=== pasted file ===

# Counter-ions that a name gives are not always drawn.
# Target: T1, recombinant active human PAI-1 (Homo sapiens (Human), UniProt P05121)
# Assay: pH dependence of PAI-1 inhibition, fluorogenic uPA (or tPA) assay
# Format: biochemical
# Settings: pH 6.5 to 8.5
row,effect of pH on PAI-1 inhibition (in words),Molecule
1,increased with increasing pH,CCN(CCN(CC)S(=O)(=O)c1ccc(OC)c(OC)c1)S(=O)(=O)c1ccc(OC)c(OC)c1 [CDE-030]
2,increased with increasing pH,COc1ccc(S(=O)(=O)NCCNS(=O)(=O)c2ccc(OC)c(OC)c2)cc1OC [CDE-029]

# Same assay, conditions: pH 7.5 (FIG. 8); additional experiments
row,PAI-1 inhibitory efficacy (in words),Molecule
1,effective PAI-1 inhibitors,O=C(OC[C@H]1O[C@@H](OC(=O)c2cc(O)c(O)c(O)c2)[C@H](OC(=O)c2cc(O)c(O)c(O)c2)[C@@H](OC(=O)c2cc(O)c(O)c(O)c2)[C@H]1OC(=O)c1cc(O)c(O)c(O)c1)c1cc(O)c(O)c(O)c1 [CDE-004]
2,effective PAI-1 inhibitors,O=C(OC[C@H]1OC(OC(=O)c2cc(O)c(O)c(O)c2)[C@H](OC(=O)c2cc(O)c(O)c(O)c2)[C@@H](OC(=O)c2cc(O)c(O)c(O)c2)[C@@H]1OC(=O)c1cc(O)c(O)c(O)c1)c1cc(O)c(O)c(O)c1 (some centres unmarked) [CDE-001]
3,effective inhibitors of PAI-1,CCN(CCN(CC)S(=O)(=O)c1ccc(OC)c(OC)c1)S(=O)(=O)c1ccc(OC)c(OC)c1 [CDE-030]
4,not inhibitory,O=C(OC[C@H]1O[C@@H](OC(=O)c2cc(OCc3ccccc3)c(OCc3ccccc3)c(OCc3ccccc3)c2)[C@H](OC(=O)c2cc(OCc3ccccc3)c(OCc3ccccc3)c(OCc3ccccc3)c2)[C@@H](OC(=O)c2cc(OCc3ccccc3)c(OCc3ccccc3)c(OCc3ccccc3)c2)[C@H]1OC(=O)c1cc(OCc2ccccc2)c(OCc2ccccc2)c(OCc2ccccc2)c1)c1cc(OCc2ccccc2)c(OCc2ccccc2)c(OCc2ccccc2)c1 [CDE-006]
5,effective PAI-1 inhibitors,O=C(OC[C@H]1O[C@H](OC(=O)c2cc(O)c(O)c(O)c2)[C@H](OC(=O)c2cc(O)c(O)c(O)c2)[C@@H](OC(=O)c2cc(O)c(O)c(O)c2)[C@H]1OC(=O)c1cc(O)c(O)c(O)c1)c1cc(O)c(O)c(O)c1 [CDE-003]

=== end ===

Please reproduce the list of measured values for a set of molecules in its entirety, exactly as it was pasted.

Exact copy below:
# Counter-ions that a name gives are not always drawn.
# Target: T1, recombinant active human PAI-1 (Homo sapiens (Human), UniProt P05121)
# Assay: pH dependence of PAI-1 inhibition, fluorogenic uPA (or tPA) assay
# Format: biochemical
# Settings: pH 6.5 to 8.5
row,effect of pH on PAI-1 inhibition (in words),Molecule
1,increased with increasing pH,CCN(CCN(CC)S(=O)(=O)c1ccc(OC)c(OC)c1)S(=O)(=O)c1ccc(OC)c(OC)c1 [CDE-030]
2,increased with increasing pH,COc1ccc(S(=O)(=O)NCCNS(=O)(=O)c2ccc(OC)c(OC)c2)cc1OC [CDE-029]

# Same assay, conditions: pH 7.5 (FIG. 8); additional experiments
row,PAI-1 inhibitory efficacy (in words),Molecule
1,effective PAI-1 inhibitors,O=C(OC[C@H]1O[C@@H](OC(=O)c2cc(O)c(O)c(O)c2)[C@H](OC(=O)c2cc(O)c(O)c(O)c2)[C@@H](OC(=O)c2cc(O)c(O)c(O)c2)[C@H]1OC(=O)c1cc(O)c(O)c(O)c1)c1cc(O)c(O)c(O)c1 [CDE-004]
2,effective PAI-1 inhibitors,O=C(OC[C@H]1OC(OC(=O)c2cc(O)c(O)c(O)c2)[C@H](OC(=O)c2cc(O)c(O)c(O)c2)[C@@H](OC(=O)c2cc(O)c(O)c(O)c2)[C@@H]1OC(=O)c1cc(O)c(O)c(O)c1)c1cc(O)c(O)c(O)c1 (some centres unmarked) [CDE-001]
3,effective inhibitors of PAI-1,CCN(CCN(CC)S(=O)(=O)c1ccc(OC)c(OC)c1)S(=O)(=O)c1ccc(OC)c(OC)c1 [CDE-030]
4,not inhibitory,O=C(OC[C@H]1O[C@@H](OC(=O)c2cc(OCc3ccccc3)c(OCc3ccccc3)c(OCc3ccccc3)c2)[C@H](OC(=O)c2cc(OCc3ccccc3)c(OCc3ccccc3)c(OCc3ccccc3)c2)[C@@H](OC(=O)c2cc(OCc3ccccc3)c(OCc3ccccc3)c(OCc3ccccc3)c2)[C@H]1OC(=O)c1cc(OCc2ccccc2)c(OCc2ccccc2)c(OCc2ccccc2)c1)c1cc(OCc2ccccc2)c(OCc2ccccc2)c(OCc2ccccc2)c1 [CDE-006]
5,effective PAI-1 inhibitors,O=C(OC[C@H]1O[C@H](OC(=O)c2cc(O)c(O)c(O)c2)[C@H](OC(=O)c2cc(O)c(O)c(O)c2)[C@@H](OC(=O)c2cc(O)c(O)c(O)c2)[C@H]1OC(=O)c1cc(O)c(O)c(O)c1)c1cc(O)c(O)c(O)c1 [CDE-003]